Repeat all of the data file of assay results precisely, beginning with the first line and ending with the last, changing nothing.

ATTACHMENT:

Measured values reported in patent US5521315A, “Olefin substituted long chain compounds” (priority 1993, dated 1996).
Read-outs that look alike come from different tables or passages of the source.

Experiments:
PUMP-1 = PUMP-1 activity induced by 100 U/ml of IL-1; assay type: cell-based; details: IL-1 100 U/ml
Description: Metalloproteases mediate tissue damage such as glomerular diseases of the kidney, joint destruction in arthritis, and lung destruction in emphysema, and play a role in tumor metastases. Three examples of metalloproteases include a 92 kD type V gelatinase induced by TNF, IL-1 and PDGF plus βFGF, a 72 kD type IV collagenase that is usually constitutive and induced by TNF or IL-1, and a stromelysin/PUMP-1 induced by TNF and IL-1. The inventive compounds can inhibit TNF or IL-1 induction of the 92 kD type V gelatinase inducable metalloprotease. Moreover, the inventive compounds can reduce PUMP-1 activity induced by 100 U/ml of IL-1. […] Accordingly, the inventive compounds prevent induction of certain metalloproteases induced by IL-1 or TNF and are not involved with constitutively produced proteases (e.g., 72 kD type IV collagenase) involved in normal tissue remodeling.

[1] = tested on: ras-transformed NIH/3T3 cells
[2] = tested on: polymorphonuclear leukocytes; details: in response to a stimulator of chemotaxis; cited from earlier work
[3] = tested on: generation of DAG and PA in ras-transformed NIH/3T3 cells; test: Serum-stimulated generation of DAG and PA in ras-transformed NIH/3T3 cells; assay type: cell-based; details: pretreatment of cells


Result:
Measured values reported in patent US5521315A, “Olefin substituted long chain compounds” (priority 1993, dated 1996).
Read-outs that look alike come from different tables or passages of the source.

Experiments:
PUMP-1 = PUMP-1 activity induced by 100 U/ml of IL-1; assay type: cell-based; details: IL-1 100 U/ml
Description: Metalloproteases mediate tissue damage such as glomerular diseases of the kidney, joint destruction in arthritis, and lung destruction in emphysema, and play a role in tumor metastases. Three examples of metalloproteases include a 92 kD type V gelatinase induced by TNF, IL-1 and PDGF plus βFGF, a 72 kD type IV collagenase that is usually constitutive and induced by TNF or IL-1, and a stromelysin/PUMP-1 induced by TNF and IL-1. The inventive compounds can inhibit TNF or IL-1 induction of the 92 kD type V gelatinase inducable metalloprotease. Moreover, the inventive compounds can reduce PUMP-1 activity induced by 100 U/ml of IL-1. […] Accordingly, the inventive compounds prevent induction of certain metalloproteases induced by IL-1 or TNF and are not involved with constitutively produced proteases (e.g., 72 kD type IV collagenase) involved in normal tissue remodeling.

[1] = tested on: ras-transformed NIH/3T3 cells
[2] = tested on: polymorphonuclear leukocytes; details: in response to a stimulator of chemotaxis; cited from earlier work
[3] = tested on: generation of DAG and PA in ras-transformed NIH/3T3 cells; test: Serum-stimulated generation of DAG and PA in ras-transformed NIH/3T3 cells; assay type: cell-based; details: pretreatment of cells